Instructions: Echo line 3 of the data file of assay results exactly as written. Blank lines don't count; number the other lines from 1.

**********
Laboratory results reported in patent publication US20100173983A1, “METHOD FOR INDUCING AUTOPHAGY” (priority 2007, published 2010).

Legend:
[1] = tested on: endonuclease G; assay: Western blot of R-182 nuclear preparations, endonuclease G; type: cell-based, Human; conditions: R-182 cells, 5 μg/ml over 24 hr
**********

[1] = tested on: endonuclease G; assay: Western blot of R-182 nuclear preparations, endonuclease G; type: cell-based, Human; conditions: R-182 cells, 5 μg/ml over 24 hr